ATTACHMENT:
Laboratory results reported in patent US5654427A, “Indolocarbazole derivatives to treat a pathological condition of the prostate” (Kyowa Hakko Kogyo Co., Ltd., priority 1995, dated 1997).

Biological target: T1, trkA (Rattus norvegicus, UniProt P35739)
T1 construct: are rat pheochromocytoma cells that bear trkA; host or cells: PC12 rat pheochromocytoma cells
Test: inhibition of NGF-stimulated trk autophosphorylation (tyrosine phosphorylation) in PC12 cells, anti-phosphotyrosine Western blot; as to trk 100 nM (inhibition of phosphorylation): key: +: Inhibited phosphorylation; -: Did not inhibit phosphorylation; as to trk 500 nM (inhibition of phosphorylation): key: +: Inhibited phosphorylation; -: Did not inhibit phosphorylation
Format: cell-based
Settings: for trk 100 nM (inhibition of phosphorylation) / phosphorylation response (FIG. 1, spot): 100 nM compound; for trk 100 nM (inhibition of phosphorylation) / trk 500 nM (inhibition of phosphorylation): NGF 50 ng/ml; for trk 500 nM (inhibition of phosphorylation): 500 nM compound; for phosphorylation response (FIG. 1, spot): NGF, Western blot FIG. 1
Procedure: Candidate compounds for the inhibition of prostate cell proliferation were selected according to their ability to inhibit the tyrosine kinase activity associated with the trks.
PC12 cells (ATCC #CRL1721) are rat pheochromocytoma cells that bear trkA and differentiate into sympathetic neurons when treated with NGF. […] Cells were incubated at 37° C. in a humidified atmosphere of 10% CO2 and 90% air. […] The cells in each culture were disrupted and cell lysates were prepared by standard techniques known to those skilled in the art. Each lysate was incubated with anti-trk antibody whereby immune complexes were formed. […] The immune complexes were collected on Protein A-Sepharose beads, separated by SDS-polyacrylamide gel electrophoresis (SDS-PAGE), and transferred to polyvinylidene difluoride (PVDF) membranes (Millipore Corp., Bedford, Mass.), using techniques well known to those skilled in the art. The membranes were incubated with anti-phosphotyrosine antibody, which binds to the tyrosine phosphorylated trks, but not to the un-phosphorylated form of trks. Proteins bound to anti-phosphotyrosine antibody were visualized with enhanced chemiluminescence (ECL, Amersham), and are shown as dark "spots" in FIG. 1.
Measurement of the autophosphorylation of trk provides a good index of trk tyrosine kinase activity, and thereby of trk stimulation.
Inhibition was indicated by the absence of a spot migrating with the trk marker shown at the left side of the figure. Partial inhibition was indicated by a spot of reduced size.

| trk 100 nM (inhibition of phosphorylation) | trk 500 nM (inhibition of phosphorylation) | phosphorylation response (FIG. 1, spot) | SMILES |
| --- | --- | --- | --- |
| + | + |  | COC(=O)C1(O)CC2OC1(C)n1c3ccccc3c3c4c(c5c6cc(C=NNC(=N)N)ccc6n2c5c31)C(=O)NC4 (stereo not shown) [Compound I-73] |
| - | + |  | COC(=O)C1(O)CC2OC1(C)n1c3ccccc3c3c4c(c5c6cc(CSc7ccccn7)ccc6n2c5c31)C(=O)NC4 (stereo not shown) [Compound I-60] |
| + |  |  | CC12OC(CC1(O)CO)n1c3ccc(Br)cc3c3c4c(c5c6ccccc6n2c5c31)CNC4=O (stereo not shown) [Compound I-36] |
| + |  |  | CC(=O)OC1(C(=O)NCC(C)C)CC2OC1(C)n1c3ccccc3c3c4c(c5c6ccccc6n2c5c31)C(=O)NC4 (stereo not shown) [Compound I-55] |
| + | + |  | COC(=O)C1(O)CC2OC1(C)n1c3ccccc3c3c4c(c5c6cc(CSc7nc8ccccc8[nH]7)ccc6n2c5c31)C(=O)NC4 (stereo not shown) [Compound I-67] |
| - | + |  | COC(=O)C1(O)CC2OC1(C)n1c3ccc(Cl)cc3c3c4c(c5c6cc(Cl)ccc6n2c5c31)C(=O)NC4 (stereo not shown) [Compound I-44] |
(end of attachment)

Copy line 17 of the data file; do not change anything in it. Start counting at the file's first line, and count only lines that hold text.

| + | + |  | COC(=O)C1(O)CC2OC1(C)n1c3ccccc3c3c4c(c5c6cc(CSc7nc8ccccc8[nH]7)ccc6n2c5c31)C(=O)NC4 (stereo not shown) [Compound I-67] |